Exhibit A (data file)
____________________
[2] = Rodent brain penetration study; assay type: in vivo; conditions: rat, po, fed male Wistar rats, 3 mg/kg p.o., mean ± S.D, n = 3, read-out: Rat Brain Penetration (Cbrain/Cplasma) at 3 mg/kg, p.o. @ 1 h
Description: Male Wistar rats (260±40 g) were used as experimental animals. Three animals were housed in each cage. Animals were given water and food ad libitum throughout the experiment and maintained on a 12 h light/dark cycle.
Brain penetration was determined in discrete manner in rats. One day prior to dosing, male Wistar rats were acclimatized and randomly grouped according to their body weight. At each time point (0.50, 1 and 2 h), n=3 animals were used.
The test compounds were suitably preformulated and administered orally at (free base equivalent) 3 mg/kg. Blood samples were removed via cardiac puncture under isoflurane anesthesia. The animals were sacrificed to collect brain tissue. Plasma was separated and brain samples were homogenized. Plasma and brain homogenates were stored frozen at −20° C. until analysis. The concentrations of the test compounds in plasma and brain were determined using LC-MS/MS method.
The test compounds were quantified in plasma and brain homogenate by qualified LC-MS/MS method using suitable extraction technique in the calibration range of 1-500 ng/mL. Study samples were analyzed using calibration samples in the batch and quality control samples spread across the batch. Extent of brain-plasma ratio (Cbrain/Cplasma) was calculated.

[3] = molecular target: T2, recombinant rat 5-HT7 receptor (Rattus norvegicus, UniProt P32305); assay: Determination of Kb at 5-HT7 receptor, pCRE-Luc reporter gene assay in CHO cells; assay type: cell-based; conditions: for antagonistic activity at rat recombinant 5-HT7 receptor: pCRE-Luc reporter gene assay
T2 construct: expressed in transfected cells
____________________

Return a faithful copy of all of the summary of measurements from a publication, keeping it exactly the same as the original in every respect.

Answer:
[2] = Rodent brain penetration study; assay type: in vivo; conditions: rat, po, fed male Wistar rats, 3 mg/kg p.o., mean ± S.D, n = 3, read-out: Rat Brain Penetration (Cbrain/Cplasma) at 3 mg/kg, p.o. @ 1 h
Description: Male Wistar rats (260±40 g) were used as experimental animals. Three animals were housed in each cage. Animals were given water and food ad libitum throughout the experiment and maintained on a 12 h light/dark cycle.
Brain penetration was determined in discrete manner in rats. One day prior to dosing, male Wistar rats were acclimatized and randomly grouped according to their body weight. At each time point (0.50, 1 and 2 h), n=3 animals were used.
The test compounds were suitably preformulated and administered orally at (free base equivalent) 3 mg/kg. Blood samples were removed via cardiac puncture under isoflurane anesthesia. The animals were sacrificed to collect brain tissue. Plasma was separated and brain samples were homogenized. Plasma and brain homogenates were stored frozen at −20° C. until analysis. The concentrations of the test compounds in plasma and brain were determined using LC-MS/MS method.
The test compounds were quantified in plasma and brain homogenate by qualified LC-MS/MS method using suitable extraction technique in the calibration range of 1-500 ng/mL. Study samples were analyzed using calibration samples in the batch and quality control samples spread across the batch. Extent of brain-plasma ratio (Cbrain/Cplasma) was calculated.

[3] = molecular target: T2, recombinant rat 5-HT7 receptor (Rattus norvegicus, UniProt P32305); assay: Determination of Kb at 5-HT7 receptor, pCRE-Luc reporter gene assay in CHO cells; assay type: cell-based; conditions: for antagonistic activity at rat recombinant 5-HT7 receptor: pCRE-Luc reporter gene assay
T2 construct: expressed in transfected cells